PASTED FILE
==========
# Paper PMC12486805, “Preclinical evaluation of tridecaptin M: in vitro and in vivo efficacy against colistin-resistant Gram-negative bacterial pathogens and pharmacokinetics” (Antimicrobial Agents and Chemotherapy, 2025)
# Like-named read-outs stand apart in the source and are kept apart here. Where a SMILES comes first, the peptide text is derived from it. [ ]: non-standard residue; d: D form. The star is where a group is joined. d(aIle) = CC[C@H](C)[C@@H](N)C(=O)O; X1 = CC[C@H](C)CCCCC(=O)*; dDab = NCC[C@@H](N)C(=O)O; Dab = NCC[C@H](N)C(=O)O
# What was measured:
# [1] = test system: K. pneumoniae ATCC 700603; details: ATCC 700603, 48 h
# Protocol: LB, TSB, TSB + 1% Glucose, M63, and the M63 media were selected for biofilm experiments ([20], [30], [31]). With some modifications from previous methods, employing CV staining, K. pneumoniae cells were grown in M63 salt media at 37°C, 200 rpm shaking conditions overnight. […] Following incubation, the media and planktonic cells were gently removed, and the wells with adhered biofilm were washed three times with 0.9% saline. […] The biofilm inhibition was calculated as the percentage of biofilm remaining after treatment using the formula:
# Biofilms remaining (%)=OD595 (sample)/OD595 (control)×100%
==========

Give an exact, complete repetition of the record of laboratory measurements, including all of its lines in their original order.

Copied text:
# Paper PMC12486805, “Preclinical evaluation of tridecaptin M: in vitro and in vivo efficacy against colistin-resistant Gram-negative bacterial pathogens and pharmacokinetics” (Antimicrobial Agents and Chemotherapy, 2025)
# Like-named read-outs stand apart in the source and are kept apart here. Where a SMILES comes first, the peptide text is derived from it. [ ]: non-standard residue; d: D form. The star is where a group is joined. d(aIle) = CC[C@H](C)[C@@H](N)C(=O)O; X1 = CC[C@H](C)CCCCC(=O)*; dDab = NCC[C@@H](N)C(=O)O; Dab = NCC[C@H](N)C(=O)O
# What was measured:
# [1] = test system: K. pneumoniae ATCC 700603; details: ATCC 700603, 48 h
# Protocol: LB, TSB, TSB + 1% Glucose, M63, and the M63 media were selected for biofilm experiments ([20], [30], [31]). With some modifications from previous methods, employing CV staining, K. pneumoniae cells were grown in M63 salt media at 37°C, 200 rpm shaking conditions overnight. […] Following incubation, the media and planktonic cells were gently removed, and the wells with adhered biofilm were washed three times with 0.9% saline. […] The biofilm inhibition was calculated as the percentage of biofilm remaining after treatment using the formula:
# Biofilms remaining (%)=OD595 (sample)/OD595 (control)×100%